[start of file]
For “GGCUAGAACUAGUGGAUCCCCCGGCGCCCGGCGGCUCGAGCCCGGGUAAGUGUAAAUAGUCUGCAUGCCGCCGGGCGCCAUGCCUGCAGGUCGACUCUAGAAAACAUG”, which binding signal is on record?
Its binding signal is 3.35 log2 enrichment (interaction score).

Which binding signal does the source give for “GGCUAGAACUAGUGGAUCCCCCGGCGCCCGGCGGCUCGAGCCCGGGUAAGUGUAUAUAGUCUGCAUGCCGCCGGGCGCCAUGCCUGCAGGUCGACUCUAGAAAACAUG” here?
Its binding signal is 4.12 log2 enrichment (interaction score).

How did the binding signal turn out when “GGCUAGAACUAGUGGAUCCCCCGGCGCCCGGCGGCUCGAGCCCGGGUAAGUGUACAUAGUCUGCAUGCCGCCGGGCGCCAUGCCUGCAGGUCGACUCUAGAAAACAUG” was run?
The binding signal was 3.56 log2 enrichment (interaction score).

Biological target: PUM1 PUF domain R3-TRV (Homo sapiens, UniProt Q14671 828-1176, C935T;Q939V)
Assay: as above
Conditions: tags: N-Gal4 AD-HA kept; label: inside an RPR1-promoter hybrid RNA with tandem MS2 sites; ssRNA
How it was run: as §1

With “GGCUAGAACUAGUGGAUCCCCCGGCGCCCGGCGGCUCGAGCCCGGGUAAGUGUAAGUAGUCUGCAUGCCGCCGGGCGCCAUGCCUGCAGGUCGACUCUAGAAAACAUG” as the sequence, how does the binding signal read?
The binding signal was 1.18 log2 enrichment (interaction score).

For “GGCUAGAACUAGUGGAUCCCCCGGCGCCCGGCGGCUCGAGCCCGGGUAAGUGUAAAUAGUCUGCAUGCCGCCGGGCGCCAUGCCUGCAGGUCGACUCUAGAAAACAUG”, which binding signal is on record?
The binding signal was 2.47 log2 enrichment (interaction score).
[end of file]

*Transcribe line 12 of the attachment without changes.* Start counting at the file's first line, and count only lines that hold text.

The binding signal was 1.18 log2 enrichment (interaction score).